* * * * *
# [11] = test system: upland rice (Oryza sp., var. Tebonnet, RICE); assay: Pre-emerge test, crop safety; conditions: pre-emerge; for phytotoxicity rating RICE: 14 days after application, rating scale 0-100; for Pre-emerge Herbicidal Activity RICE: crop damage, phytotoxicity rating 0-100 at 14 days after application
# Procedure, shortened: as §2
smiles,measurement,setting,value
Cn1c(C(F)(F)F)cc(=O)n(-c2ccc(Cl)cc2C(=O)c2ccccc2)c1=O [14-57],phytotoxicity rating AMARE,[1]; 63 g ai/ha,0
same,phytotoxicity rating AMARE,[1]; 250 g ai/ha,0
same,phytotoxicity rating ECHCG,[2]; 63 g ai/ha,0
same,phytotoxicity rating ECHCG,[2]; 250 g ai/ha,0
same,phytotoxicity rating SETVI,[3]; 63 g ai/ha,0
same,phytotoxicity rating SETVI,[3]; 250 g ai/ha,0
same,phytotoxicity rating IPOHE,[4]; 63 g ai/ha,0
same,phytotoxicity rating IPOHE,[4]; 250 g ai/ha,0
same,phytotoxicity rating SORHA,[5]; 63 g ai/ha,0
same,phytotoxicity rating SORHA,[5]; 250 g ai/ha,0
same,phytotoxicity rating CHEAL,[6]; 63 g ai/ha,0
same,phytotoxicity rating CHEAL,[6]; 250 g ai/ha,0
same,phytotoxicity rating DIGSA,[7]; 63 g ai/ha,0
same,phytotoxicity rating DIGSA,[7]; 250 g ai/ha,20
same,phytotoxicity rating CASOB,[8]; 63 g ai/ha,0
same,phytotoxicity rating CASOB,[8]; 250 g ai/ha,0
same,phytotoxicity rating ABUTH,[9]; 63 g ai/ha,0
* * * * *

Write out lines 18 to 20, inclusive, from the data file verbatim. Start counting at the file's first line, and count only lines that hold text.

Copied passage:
same,phytotoxicity rating CASOB,[8]; 63 g ai/ha,0
same,phytotoxicity rating CASOB,[8]; 250 g ai/ha,0
same,phytotoxicity rating ABUTH,[9]; 63 g ai/ha,0